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Condenser Mic for home recording

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Condenser Mic for home recording

Postby Agustn Paulos » Tue Oct 29, 2013 1:54 pm

Condenser Mic for home recording
AKG: C214
C3000

Audio Technica : AT4040

Shure: SM27

Avantone: CK7

Senheiser: mk4

Rode : NT1a
NT-1000
NT-2a

Se : Se2200 II

Which one do you recommend using it through a scarlett 2i2
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Re: Condenser Mic for home recording

Postby Brian M Rose » Tue Oct 29, 2013 9:20 pm

I only really do voice-over work. I bought an AT4040 as the best price/performance compromise for this task. I really wanted a Coles ribbon mic but couldn't afford it.
I have to say that I (and rather more importantly everyone else) is happy with its performance. It's very clean, does not seem to impose a 'personality' either on myself or on various other voice artists and works well both at distance, as well as in proximity if you want that wonderful 'in a cinema near you!' effect. It's also very, very quiet.
As I said, my comments are purely for voice overs.
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Re: Condenser Mic for home recording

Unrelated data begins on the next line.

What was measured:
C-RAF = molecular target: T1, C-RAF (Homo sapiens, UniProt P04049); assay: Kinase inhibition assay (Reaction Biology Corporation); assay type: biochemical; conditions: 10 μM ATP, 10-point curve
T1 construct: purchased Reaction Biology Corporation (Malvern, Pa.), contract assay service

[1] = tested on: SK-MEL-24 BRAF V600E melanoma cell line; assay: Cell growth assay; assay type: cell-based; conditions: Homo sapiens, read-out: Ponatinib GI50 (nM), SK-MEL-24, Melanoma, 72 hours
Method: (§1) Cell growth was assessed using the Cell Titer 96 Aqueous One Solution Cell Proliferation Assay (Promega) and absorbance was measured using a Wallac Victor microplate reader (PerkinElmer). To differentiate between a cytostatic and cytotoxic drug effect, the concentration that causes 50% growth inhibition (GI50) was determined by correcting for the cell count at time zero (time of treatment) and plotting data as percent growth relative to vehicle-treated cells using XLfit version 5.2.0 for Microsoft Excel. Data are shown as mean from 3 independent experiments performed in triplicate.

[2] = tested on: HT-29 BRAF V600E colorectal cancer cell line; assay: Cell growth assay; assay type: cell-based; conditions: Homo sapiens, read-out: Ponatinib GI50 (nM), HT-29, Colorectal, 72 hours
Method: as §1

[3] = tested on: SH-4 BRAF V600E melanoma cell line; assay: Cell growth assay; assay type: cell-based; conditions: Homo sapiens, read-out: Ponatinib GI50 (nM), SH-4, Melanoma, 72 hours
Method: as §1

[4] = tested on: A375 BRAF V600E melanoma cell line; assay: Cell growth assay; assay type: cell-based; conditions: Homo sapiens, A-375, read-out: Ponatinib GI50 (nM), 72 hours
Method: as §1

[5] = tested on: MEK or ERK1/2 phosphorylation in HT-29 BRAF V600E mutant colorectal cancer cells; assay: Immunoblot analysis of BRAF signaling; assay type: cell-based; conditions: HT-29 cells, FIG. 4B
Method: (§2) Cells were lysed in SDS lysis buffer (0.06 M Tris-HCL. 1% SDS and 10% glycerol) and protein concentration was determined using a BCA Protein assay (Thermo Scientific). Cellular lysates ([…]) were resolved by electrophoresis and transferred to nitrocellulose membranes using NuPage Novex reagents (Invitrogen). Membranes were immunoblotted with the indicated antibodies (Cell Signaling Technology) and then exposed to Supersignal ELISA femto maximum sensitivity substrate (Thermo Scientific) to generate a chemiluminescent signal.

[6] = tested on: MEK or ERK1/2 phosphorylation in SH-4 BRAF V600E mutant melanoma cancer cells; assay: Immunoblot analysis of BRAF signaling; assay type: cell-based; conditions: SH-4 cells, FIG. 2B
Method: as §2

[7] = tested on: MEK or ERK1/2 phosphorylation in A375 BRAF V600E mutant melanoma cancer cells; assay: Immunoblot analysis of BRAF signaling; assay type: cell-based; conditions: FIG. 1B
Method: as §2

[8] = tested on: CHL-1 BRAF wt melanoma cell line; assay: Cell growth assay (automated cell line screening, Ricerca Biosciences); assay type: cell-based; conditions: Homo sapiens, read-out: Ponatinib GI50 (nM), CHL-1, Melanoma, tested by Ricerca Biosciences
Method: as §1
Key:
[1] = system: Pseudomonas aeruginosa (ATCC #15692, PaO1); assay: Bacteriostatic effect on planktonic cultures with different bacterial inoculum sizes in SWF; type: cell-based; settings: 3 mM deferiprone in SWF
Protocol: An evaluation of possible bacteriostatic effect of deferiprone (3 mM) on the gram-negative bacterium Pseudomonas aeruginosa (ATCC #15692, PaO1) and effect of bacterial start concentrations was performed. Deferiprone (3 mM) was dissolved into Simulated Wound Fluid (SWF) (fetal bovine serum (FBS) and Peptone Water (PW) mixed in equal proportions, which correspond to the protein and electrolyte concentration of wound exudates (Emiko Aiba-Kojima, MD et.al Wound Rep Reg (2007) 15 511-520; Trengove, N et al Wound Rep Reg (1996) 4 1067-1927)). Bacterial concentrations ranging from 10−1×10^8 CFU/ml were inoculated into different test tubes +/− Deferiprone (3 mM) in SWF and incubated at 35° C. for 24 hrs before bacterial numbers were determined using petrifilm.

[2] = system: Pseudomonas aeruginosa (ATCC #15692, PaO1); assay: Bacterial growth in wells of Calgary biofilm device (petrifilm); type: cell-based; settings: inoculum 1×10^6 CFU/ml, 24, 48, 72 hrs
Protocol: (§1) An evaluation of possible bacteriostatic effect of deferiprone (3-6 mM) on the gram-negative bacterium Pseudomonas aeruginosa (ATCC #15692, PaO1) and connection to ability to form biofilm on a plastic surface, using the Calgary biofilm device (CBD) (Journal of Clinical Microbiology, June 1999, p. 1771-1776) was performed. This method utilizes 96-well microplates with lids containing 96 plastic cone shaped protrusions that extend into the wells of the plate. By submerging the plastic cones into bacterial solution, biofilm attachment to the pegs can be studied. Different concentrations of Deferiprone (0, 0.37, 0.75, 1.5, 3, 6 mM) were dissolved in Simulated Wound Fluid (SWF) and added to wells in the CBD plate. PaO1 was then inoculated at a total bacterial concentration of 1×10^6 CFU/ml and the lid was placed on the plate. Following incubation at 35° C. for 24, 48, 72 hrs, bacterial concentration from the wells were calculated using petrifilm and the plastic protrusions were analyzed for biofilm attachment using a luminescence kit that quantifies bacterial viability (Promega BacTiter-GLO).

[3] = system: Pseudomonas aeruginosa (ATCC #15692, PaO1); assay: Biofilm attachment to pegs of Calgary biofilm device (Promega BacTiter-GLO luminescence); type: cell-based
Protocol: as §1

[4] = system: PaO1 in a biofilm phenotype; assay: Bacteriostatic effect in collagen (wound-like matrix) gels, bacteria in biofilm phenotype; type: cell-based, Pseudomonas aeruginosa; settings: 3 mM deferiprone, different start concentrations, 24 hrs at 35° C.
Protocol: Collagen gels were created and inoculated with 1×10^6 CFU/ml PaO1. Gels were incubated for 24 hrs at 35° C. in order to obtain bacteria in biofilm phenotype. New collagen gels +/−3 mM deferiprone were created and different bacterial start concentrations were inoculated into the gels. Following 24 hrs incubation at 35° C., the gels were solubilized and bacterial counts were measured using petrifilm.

Postby Mike Stranks » Tue Oct 29, 2013 9:56 pm

Your question is a bit like asking, "Which car do you recommend?". Without a lot more detail it's impossible to answer - and even then we'll only be making educated guesses.

So:
What do you want to use it for? Instruments? Which ones? Voices? Anything and everything? Is your room acoustically treated? What styles of music do you want to record? Male or female vocalists or both?

A bit more info please...
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Re: Condenser Mic for home recording

Postby Skerrick » Wed Oct 30, 2013 2:30 am

Mike Stranks wrote:Your question is a bit like asking, "Which car do you recommend?". Without a lot more detail it's impossible to answer - and even then we'll only be making educated guesses.

So:
What do you want to use it for? Instruments? Which ones? Voices? Anything and everything? Is your room acoustically treated? What styles of music do you want to record? Male or female vocalists or both?

A bit more info please...

^ THIS.
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Re: Condenser Mic for home recording

Postby The Elf » Wed Oct 30, 2013 7:00 am

^^^ as above

And, as I often seem to be pointing out, the answer is possibly not *one* mic, but *two* - we live in a stereo world!
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Re: Condenser Mic for home recording

Postby ConcertinaChap » Wed Oct 30, 2013 7:22 am

Plus you could always try the "Search SOS" box above. Most, if not all, of these mics have been reviewed in the mag and the reviews are online for all to see. They are balanced and thoughtful and far more detailed than anyone could realistically put in a forum post.

Just a thought.

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Re: Condenser Mic for home recording

Postby CS70 » Wed Oct 30, 2013 8:57 am